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Old December 23rd, 2008, 07:02 PM   #1
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xha1 and pd170

My church wants to interview people using two cameras during the interviews. They have a sony pd170 and I have a canon xha1. Obviously, my xha1 will be shot in SD and 4:3. Any advice on how to deal with editing content from different cameras that can't be genlocked? The interviews will be shown in the church sanctuary on their power point screen. Thanks, Jerry
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Old December 23rd, 2008, 08:16 PM   #2
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I'll point out the most obvious tip: create a sync point at the beginning of the interview. A hand clap visible by both cameras will give you an easy reference for syncing up the two sources in post. Then, use the multicam function in your NLE and you're off to the races.
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Old December 23rd, 2008, 08:26 PM   #3
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Make life easy on yourself. Get the cheapest camera flash you can find on Ebay. And use that as your sync. Cheap one's are loud so the mics should get it. And even if you are standing off 30 ft, the cameras will SEE the flash, and it will put you within 1-2 frames of sync.

You should be able to get there for $10-$15.

http://cgi.ebay.com/SUNPAK-AUTO-221-...3A1|240%3A1318
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Old December 24th, 2008, 09:08 AM   #4
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Thanks guys. I never thought about using a flash. I've got a couple of those. I appreciate the info. Jerry
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Old December 29th, 2008, 08:54 AM   #5
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Another Idea

Try a set of drum sticks. It leaves an obvious profound point on your sound file that is super easy to line up to another camera. When I use the sticks, I'm within 1 or 2 100ths of the other camera.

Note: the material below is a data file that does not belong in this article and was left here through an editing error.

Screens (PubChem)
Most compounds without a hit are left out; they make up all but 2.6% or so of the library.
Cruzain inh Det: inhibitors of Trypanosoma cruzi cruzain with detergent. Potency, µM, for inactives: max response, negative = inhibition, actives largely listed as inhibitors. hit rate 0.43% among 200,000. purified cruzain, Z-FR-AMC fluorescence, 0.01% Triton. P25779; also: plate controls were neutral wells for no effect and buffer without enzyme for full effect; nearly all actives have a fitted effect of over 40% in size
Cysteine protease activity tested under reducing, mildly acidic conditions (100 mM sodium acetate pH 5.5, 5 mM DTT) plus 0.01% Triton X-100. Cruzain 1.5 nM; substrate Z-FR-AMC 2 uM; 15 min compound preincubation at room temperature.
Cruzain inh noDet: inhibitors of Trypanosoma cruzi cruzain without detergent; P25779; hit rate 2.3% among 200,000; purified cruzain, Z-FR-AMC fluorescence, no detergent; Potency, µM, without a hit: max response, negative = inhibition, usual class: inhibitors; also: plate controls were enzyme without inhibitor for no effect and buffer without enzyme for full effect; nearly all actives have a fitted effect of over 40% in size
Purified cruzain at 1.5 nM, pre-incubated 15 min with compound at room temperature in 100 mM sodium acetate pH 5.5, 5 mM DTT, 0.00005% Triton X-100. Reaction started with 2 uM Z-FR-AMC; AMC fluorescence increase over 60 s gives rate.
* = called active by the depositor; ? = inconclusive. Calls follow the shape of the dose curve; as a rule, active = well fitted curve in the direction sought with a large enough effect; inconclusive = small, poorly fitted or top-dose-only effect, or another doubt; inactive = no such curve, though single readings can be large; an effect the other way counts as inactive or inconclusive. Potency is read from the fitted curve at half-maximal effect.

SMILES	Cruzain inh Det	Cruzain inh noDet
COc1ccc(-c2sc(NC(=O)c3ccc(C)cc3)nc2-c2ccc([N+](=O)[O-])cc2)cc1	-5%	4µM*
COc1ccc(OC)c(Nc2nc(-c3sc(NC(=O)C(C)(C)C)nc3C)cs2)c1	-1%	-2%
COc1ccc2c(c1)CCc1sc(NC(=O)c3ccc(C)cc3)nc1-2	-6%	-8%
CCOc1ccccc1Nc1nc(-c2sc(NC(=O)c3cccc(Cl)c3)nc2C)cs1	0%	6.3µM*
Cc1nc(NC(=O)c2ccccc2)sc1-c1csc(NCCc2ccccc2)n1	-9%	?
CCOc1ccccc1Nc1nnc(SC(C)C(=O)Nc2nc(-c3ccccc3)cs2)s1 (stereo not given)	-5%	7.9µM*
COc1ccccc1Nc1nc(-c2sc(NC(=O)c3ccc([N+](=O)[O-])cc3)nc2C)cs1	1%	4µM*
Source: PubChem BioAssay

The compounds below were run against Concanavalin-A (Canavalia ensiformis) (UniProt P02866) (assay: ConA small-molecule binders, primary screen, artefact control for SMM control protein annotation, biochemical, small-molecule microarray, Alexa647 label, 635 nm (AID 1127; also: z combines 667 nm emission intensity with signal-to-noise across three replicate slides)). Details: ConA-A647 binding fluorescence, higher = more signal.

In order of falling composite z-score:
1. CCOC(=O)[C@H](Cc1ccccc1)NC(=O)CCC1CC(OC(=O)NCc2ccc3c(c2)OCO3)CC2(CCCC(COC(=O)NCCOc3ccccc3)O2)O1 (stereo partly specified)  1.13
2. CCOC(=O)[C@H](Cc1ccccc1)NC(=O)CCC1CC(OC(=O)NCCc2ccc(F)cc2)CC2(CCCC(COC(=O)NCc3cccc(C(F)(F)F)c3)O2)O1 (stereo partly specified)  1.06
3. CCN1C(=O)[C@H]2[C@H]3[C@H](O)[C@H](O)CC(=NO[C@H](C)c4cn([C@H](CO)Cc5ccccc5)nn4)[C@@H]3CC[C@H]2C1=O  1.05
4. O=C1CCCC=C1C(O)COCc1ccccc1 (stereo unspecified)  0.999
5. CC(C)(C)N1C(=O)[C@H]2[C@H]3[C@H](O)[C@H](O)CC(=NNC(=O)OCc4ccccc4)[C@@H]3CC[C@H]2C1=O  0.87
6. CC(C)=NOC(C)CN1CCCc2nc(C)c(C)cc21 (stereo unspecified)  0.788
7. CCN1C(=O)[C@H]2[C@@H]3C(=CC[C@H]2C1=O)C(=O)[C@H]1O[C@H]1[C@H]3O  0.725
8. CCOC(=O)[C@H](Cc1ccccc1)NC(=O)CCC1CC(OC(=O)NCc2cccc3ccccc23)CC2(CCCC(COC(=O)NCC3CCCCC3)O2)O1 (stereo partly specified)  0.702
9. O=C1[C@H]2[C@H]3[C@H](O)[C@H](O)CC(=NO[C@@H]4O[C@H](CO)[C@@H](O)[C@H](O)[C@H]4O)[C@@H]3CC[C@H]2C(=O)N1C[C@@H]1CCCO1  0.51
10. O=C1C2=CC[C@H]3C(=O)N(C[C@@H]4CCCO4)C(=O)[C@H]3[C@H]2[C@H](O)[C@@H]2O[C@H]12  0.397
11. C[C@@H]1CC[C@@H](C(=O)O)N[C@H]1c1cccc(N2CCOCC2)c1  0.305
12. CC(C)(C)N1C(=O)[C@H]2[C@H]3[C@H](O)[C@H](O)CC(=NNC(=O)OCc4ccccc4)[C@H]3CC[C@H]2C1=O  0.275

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Old December 29th, 2008, 10:40 AM   #6
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Since you're shooting single system sound, a light flash is probably as good or better than the traditional clapboard, or other device. You see a one-frame flash, line up each clip, and you're in.
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Old December 29th, 2008, 09:55 PM   #7
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flash

Well, I've got an old pair of drum sticks too. Having never done this though when using the flash, is the flash positioned off camera and just flashes the scene or is it in the shot to be seen by both cameras? Thanks for the responses, Jerry
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Old December 29th, 2008, 10:01 PM   #8
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Any visual marker has to be seen by both cameras. If you use an audio cue, it has to be close to the mic, not across the room. With a flash it doesn't matter because light moves a lot faster than sound. We used a clapboard in the film days because you got the point where the sticks clapped together as a visual cue, and the sound as an audio cue; then it was easy to sync up the sound track with the film. Since most people shoot single system sound with video (at least most of the time), all you really need is the visual cue if your purpose is to sync two cameras.
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